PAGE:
Marvel Comics’ most popular wiseass is about to make a big-screen splash in the Ryan Reynolds–led Deadpool, where audiences will revel in the character’s unique mix of mirth and mayhem. But he’s already had a long and varied history in print, which you can read about in our chronicle of his evolution. If you see the flick and want to dive into the comics sagas that spawned him — or if you want to bone up before you hit the multiplex — here are five great Deadpool collections you can snag in digital form or at a nearby comics shop right now.
Deadpool Classic, Vol. 3
Although Deadpool — birth name Wade Wilson — was invented in 1991 by writer/artist Rob Liefeld and writer Fabian Nicieza, he didn’t come into full flower until the late ’90s. In that period, his misadventures were penned by Joe Kelly, a scribe who gave 'Pool his propensity for manic monologues and misguided attempts at heroism. In this collection of Kelly tales, you’ll get Wade’s darkly humorous struggle to improve himself, but most important, you’ll get one of the greatest Deadpool stories of all time: Deadpool No. 11. It’s an unprecedented story in which Kelly and artist Pete Woods took a Spider-Man comic from 1967 and “Forrest Gump–ed” it — they edited out Spidey and replaced him with Deadpool, rendering a relatively innocent tale into something irreverent and gleefully satirical. For reference’s sake, the collection also gives you the original Spider-Man story, which is pretty fun in its own right.
Deadpool Classic, Vol. 9
One of the great frustrations of Deadpool’s publication history is the fact that superstar writer Gail Simone got to write so few issues about him. She was brought on to the ailing Deadpool series in the early ’00s and wrote some unbelievably funny stories: In them, Wade becomes an accidental celebrity after a high-profile hit job, leading him to get an agent and become wholly full of himself. Oh, and he also shrinks classic Marvel villain the Rhino and keeps him as a tiny pet. Unfortunately, the higher-ups decided to jettison Deadpool from his own series and relaunch it as Agent X, a story about a guy a lot like Deadpool but not exactly him. The Agent X issues in this volume are delightful because Simone is a wonderful writer, and artistic collective Udon Entertainment are great at anime-influenced action. But the real action is in the Deadpool chapters, which will leave your sides hurting despite (or because of?) the wanton violence.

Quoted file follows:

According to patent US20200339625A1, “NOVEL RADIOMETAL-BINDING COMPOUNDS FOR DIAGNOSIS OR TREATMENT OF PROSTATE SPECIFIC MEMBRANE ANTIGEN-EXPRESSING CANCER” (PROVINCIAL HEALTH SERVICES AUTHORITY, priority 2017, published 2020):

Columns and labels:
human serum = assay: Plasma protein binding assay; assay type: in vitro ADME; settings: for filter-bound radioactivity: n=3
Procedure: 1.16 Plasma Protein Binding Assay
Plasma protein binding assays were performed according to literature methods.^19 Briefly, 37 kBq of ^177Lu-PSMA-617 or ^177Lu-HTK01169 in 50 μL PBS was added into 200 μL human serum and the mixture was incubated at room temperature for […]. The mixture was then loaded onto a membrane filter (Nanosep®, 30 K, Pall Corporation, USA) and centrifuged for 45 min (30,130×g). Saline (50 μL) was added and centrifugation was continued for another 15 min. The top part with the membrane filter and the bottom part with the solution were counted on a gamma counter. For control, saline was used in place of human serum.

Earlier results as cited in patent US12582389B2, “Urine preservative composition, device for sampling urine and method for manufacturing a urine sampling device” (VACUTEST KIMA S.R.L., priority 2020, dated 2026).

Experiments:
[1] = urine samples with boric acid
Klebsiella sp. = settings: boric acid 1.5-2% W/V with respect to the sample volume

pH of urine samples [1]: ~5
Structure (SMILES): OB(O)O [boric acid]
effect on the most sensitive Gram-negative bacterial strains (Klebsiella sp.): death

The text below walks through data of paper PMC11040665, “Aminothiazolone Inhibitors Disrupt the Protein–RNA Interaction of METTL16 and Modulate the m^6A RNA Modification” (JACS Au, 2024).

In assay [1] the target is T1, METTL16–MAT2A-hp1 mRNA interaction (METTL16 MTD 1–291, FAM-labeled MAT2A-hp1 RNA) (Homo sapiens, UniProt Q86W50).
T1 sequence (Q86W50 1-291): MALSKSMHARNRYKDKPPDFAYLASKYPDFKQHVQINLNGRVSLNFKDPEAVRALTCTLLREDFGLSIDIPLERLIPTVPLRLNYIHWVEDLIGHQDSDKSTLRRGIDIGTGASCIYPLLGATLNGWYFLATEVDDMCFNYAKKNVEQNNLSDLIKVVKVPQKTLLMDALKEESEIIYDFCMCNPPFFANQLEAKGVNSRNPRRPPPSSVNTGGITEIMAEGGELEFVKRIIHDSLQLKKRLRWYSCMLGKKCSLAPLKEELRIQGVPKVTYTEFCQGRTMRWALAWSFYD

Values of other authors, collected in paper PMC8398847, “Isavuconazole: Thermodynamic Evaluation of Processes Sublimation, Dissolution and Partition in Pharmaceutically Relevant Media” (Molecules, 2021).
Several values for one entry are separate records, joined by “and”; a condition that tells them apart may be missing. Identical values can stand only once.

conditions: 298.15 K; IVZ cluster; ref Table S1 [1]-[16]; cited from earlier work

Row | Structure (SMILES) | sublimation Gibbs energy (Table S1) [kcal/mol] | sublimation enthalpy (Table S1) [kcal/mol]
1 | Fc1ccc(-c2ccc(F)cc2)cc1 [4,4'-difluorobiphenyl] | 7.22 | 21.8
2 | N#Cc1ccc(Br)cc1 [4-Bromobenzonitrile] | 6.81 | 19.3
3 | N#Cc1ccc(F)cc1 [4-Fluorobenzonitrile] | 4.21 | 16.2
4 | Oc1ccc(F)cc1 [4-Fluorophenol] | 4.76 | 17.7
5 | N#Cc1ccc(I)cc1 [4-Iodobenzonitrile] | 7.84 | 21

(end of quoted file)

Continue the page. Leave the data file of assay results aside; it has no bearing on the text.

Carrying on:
Deadpool: Secret Invasion
Deadpool languished in relative obscurity throughout the mid-’00s, only to experience an insane boom in popularity from 2008 onward, when his ongoing monthly series was relaunched under the guidance of writer Daniel Way. This is the first volume of Way’s run, and it sets the tone that would make his time with the character such a massive success: schizophrenic dialogue, fratty humor, and widescreen action. It features tie-ins to a Marvel-wide crossover event, but all you really need to know is that shape-shifting aliens invaded. Plot isn’t really where the fun is here — it’s in the overall approach to a character who’d been languishing and got a fresh jolt of energy.
Deadpool Kills the Marvel Universe
This is one of Deadpool’s most-popular and best-sold stories, largely because it’s entirely self-contained. It’s essentially a novella about what would happen if Wade Wilson finally cracked and gave in to his most violent impulses. For reasons established in the story, he fulfills the title of the collection and kills just about every Marvel hero and villain. Writer Cullen Bunn and artist Dalibor Talajic somehow makes the story simultaneously charming and chilling — there’s lots of vintage Deadpool dark humor, but also a ton of jaw-dropping viciousness. It’s not for the weak of heart, but if you want to see the character pushed to logical extremes, this is the tale for you.
Deadpool: The Good, the Bad, and the Ugly
Writers Gerry Duggan and Brian Posehn were tasked with helming a relaunched Deadpool series in 2013 and quickly became fan favorites. The two men have a gift for humor and irreverence, but with this incredible story, they also demonstrated that they know how to do goose-bump-inducing terror. It follows Wade as he is kidnapped and dropped off in North Korea, where the government has attempted to re-create the X-Men through dodgy science and efficient brutality. It features artwork from Declan Shalvey and Jordie Bellaire, one of the best duos working in comics today. Wolverine and Captain America show up as guest stars, and their dynamics with 'Pool are memorable and pitch-perfect. It’s a deeply sad story, but one with truly thrilling action and just enough jokes to keep you from weeping.